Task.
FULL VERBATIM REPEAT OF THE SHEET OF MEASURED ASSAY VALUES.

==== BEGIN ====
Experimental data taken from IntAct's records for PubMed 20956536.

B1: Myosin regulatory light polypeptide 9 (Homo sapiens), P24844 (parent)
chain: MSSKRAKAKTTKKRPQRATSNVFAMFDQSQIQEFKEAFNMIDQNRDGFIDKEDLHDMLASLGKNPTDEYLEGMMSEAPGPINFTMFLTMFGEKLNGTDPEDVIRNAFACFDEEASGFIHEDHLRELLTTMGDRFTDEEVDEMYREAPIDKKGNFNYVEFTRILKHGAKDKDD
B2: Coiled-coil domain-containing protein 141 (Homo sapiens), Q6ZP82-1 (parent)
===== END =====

Experimental data taken from IntAct's records for PubMed 20956536.

B1: Myosin regulatory light polypeptide 9 (Homo sapiens), P24844 (parent)
chain: MSSKRAKAKTTKKRPQRATSNVFAMFDQSQIQEFKEAFNMIDQNRDGFIDKEDLHDMLASLGKNPTDEYLEGMMSEAPGPINFTMFLTMFGEKLNGTDPEDVIRNAFACFDEEASGFIHEDHLRELLTTMGDRFTDEEVDEMYREAPIDKKGNFNYVEFTRILKHGAKDKDD
B2: Coiled-coil domain-containing protein 141 (Homo sapiens), Q6ZP82-1 (parent)